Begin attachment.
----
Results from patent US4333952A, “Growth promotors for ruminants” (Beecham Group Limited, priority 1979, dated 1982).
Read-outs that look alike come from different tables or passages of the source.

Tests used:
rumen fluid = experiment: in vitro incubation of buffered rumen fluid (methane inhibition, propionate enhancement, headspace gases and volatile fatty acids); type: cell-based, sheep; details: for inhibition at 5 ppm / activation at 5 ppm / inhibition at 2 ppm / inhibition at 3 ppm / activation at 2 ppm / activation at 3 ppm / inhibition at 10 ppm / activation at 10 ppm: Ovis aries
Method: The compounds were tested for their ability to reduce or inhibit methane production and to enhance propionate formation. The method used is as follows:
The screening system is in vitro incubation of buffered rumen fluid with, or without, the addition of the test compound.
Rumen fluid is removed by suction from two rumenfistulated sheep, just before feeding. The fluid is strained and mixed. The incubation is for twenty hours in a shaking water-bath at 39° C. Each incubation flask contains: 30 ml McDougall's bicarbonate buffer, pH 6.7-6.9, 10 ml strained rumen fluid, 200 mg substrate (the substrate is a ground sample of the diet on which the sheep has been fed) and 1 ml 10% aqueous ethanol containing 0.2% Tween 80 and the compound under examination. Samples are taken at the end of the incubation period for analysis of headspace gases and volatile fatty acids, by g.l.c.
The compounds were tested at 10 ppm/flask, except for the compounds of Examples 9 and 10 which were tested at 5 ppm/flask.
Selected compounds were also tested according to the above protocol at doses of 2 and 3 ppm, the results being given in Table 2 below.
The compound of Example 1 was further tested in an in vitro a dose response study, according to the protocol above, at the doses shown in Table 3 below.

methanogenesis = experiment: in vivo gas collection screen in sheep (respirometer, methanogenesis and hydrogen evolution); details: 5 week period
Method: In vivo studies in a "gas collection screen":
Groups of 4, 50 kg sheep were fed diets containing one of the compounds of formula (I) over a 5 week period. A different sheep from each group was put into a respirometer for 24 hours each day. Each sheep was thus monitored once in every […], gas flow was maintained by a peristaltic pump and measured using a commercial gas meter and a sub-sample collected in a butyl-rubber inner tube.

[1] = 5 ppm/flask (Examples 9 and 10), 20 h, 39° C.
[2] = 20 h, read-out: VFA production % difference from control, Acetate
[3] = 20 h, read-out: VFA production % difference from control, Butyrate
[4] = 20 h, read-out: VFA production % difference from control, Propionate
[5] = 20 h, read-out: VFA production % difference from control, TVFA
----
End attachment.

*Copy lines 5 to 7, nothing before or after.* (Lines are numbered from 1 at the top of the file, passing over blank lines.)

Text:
Method: The compounds were tested for their ability to reduce or inhibit methane production and to enhance propionate formation. The method used is as follows:
The screening system is in vitro incubation of buffered rumen fluid with, or without, the addition of the test compound.
Rumen fluid is removed by suction from two rumenfistulated sheep, just before feeding. The fluid is strained and mixed. The incubation is for twenty hours in a shaking water-bath at 39° C. Each incubation flask contains: 30 ml McDougall's bicarbonate buffer, pH 6.7-6.9, 10 ml strained rumen fluid, 200 mg substrate (the substrate is a ground sample of the diet on which the sheep has been fed) and 1 ml 10% aqueous ethanol containing 0.2% Tween 80 and the compound under examination. Samples are taken at the end of the incubation period for analysis of headspace gases and volatile fatty acids, by g.l.c.